In the example below, we apply the same rationale to other two nice-to-have attributes - job title and security system in place - and create three different labels for them (A, B and C) depending on their weight on the overall score.
Step 2 - Calculate the score of your quality attributes
Once you have listed all your nice-to-have attributes, you simply need to input the information as described in the calculator to determine the proportioned score for each attribute. In particular:
- Establish which weight out of a 100 you would allocate to each range of attributes (A, B or C) to qualify a prospect as MQL. The total number should add up to 100 since the score will be calibrated to that percentage value.
- Set a maximum value for your score scale (eg: 100).
- Set the total number of quality attributes you have listed (3 in our example)
Step 3 - Repeat steps 1 and 2 with your leads’ engagement actions
Similarly to what we have just done for our leads’ quality attributes, you want to follow steps 1 and 2 also to list those engagement actions that can help you determine your leads’ sales readiness. Also in case, we are not taking into consideration those sales-ready actions that individually tell us that a prospect is ready to be handed off to a sales person (eg: viewing multiple times your pricing page, submit a form to request a quote or book a consultation), since these will be used as enrollment criteria of your hand-off workflow.
Instead, we are going to focus on those “secondary” engagement actions that can help us define the quality of our leads, and rank these actions by levels of sales readiness. In the example below, we decide to focus on three types of engagement actions: content downloads, email engagement and event registration.
Step 4 - Use the matrix to set thresholds for your scores
Once you have listed your leads’ key quality attributes and engagement actions, and used the calculator to determine a proportioned score for each of these, you can now move on to the matrix tab to find out thresholds for each quality group. The matrix gives you an intersection of quality and engagement data and allows you to calculate thresholds based on the scores calculated in the previous two tabs. For example, leads falling into your A1 Group are most likely your best quality leads. Their score is a combination of at least one A-type quality attribute (score = 20) plus at least one 1-type engagement action (score = 30), therefore their score should be equal or greater than 50:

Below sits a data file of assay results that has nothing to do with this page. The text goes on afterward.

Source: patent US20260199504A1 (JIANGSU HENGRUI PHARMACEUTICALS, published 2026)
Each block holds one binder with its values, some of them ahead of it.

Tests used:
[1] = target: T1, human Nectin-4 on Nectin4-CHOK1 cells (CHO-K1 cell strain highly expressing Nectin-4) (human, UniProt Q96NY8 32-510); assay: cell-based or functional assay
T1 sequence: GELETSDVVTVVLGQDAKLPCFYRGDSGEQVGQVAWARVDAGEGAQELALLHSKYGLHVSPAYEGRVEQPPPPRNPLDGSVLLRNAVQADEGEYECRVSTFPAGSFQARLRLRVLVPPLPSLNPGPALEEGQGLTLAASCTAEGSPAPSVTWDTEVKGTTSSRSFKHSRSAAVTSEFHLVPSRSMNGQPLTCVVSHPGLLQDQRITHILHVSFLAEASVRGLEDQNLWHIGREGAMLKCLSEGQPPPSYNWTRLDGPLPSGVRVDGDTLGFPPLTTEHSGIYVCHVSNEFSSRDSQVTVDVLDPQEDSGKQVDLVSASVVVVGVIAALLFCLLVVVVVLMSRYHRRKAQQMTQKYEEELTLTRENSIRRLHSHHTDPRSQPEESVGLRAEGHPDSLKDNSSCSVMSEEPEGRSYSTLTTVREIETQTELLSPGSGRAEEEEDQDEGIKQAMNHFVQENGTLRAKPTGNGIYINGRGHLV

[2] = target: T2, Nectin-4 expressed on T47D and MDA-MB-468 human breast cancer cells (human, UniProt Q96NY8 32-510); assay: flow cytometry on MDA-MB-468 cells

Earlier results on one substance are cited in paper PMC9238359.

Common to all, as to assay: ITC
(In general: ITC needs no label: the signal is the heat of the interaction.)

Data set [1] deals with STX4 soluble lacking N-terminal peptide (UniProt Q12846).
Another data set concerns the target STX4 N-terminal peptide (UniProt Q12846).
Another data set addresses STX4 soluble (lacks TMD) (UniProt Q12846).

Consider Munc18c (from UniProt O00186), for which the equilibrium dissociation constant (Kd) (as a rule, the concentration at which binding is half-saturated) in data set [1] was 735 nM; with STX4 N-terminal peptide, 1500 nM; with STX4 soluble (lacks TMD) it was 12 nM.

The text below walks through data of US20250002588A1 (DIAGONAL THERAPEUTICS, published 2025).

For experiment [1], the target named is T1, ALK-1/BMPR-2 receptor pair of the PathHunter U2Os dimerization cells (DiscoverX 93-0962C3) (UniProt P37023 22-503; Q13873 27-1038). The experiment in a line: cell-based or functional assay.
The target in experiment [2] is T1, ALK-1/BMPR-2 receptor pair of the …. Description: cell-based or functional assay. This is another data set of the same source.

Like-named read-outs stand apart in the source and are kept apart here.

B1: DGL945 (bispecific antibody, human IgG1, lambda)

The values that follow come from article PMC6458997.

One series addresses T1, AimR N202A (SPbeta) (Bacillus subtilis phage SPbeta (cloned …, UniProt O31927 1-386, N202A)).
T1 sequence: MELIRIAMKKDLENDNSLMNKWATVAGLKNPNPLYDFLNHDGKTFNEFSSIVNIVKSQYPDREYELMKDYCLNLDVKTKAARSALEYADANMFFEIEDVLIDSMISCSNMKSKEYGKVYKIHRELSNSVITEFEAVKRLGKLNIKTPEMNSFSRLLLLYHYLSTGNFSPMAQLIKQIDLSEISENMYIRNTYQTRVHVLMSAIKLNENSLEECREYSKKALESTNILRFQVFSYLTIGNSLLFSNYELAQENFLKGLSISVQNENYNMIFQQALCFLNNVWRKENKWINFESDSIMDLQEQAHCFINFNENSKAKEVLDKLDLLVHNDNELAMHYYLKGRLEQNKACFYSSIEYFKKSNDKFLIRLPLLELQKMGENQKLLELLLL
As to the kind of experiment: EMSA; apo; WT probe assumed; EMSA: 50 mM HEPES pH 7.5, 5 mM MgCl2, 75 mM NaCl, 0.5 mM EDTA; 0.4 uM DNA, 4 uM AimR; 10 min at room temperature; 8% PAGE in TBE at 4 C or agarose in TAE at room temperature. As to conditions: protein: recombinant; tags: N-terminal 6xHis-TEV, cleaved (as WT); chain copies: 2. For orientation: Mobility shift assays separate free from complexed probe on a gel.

Now that you have identified your leads’ key attributes and engagements, you can use the HubSpot score property to recreate this scoring system in your HubSpot portal and even test contacts against these attributes to see which criteria they meet. You can now use the score property to segment your database and plan your follow-up actions via workflows, for example to automate notifications to sales owners and task creation as soon as a new lead hits a score of 50.
There is certainly a lot to consider when creating a scoring model and, while this calculator may be only one of the several ways to interpret and categorize leads’ data, hopefully it will help you prioritize key attributes and engagements and create a blueprint for a more refined scoring model customized to your business’ needs.